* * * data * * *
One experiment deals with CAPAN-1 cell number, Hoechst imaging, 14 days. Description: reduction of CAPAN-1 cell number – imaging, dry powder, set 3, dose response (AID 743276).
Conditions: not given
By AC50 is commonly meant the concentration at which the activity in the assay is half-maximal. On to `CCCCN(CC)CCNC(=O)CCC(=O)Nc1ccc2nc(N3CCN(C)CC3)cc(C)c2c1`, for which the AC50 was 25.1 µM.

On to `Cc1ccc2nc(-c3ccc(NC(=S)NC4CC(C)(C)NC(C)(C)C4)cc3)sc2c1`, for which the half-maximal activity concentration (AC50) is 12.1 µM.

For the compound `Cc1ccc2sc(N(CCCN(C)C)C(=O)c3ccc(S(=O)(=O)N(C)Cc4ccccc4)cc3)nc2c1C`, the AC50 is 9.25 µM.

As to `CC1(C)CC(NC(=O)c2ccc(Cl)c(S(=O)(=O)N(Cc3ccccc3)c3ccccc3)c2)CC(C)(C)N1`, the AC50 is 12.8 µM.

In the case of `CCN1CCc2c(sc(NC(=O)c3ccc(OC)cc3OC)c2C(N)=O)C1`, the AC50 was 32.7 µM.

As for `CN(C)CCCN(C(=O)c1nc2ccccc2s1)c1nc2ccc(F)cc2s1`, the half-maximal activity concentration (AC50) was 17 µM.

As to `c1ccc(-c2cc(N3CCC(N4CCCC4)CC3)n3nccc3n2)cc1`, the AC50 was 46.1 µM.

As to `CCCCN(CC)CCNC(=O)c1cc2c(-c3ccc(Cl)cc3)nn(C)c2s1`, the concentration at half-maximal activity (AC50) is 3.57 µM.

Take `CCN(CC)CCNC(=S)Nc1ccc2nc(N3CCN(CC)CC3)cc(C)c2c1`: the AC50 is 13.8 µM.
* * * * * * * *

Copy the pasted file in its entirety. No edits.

One experiment deals with CAPAN-1 cell number, Hoechst imaging, 14 days. Description: reduction of CAPAN-1 cell number – imaging, dry powder, set 3, dose response (AID 743276).
Conditions: not given
By AC50 is commonly meant the concentration at which the activity in the assay is half-maximal. On to `CCCCN(CC)CCNC(=O)CCC(=O)Nc1ccc2nc(N3CCN(C)CC3)cc(C)c2c1`, for which the AC50 was 25.1 µM.

On to `Cc1ccc2nc(-c3ccc(NC(=S)NC4CC(C)(C)NC(C)(C)C4)cc3)sc2c1`, for which the half-maximal activity concentration (AC50) is 12.1 µM.

For the compound `Cc1ccc2sc(N(CCCN(C)C)C(=O)c3ccc(S(=O)(=O)N(C)Cc4ccccc4)cc3)nc2c1C`, the AC50 is 9.25 µM.

As to `CC1(C)CC(NC(=O)c2ccc(Cl)c(S(=O)(=O)N(Cc3ccccc3)c3ccccc3)c2)CC(C)(C)N1`, the AC50 is 12.8 µM.

In the case of `CCN1CCc2c(sc(NC(=O)c3ccc(OC)cc3OC)c2C(N)=O)C1`, the AC50 was 32.7 µM.

As for `CN(C)CCCN(C(=O)c1nc2ccccc2s1)c1nc2ccc(F)cc2s1`, the half-maximal activity concentration (AC50) was 17 µM.

As to `c1ccc(-c2cc(N3CCC(N4CCCC4)CC3)n3nccc3n2)cc1`, the AC50 was 46.1 µM.

As to `CCCCN(CC)CCNC(=O)c1cc2c(-c3ccc(Cl)cc3)nn(C)c2s1`, the concentration at half-maximal activity (AC50) is 3.57 µM.

Take `CCN(CC)CCNC(=S)Nc1ccc2nc(N3CCN(CC)CC3)cc(C)c2c1`: the AC50 is 13.8 µM.